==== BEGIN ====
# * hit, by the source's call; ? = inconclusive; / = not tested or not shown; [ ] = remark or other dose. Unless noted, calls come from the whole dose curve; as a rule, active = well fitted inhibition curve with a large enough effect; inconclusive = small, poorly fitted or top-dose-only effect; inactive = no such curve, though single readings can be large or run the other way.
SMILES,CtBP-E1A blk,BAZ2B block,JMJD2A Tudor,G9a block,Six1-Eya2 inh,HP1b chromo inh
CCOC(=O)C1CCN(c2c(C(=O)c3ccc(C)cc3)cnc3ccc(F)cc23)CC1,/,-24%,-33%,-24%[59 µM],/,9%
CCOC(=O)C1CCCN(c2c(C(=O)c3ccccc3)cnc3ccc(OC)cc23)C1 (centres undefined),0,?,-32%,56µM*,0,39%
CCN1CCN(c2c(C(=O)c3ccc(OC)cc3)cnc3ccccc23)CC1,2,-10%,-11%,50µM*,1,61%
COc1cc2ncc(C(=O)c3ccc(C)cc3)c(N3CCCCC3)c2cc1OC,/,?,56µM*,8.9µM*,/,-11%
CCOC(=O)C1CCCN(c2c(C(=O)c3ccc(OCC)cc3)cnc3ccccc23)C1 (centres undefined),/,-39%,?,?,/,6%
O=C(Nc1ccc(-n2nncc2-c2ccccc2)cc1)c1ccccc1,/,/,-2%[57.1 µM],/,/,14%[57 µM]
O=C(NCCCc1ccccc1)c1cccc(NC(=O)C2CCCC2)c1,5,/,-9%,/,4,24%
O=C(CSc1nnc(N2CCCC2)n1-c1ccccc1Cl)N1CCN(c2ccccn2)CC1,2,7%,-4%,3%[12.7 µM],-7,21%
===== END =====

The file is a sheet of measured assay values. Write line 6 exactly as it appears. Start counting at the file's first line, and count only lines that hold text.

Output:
COc1cc2ncc(C(=O)c3ccc(C)cc3)c(N3CCCCC3)c2cc1OC,/,?,56µM*,8.9µM*,/,-11%